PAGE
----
A second place where prior opinion might matter is the following. Goldman appeals to a distinction between those beliefs/desires of the attributer that are ‘quarantined’ (not used as auxiliary premises in simulating belief-formation/decisions) and those beliefs/desires that are not quarantined. What that distinction is, or should be, and whether *that* depends on prior opinion about targets, is I think a central question for the Goldman-style simulationist. And it’s another possible loci for simulation being infected by opinion. If the idea is that we quarantine those attitudes of ours we know to be idiosyncratic, then knowledge of how our psychological compares to those of others would be central to the operation of simulation itself. I think this, too, can be resisted, and a different story about quarantine given, but that is a matter for another time.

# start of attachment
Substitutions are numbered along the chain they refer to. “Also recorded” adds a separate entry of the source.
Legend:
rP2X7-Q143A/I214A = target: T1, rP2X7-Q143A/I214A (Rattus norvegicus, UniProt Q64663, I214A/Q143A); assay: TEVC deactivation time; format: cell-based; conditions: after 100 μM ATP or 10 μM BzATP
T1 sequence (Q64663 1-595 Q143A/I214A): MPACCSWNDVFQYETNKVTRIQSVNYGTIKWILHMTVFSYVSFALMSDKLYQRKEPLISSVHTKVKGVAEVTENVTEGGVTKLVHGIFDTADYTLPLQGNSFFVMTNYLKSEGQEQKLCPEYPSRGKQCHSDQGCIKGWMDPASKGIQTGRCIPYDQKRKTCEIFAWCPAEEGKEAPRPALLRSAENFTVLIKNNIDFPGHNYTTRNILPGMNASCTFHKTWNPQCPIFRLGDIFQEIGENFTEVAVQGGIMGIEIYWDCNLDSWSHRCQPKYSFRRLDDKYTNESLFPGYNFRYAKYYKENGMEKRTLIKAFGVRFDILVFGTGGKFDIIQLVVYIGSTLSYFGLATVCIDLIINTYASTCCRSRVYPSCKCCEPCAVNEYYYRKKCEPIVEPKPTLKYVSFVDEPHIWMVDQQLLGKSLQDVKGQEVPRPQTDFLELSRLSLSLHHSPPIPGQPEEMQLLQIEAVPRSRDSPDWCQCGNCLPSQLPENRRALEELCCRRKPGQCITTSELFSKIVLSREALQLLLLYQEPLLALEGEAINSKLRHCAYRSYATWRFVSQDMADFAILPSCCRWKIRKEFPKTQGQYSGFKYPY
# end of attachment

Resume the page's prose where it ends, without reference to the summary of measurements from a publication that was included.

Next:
There are two things I take away from this discussion. The first is that it’s at least open to Goldman to develop a pure form of simulationism on which simulation is the *only* fundamental/default mindreading process, albeit one that only be operates in a “pure” way in the idealized limit. The second thing I take away from the discussion is the recipe that simulationism predicts, in that idealized limit. That is: in the ideal limit we attribute the behaviour-simulating interpretation which is most similar to the anchor interpretation simulated by the target’s evidence. That last bit of information is the sort of thing that is crucial to *my* larger project right now.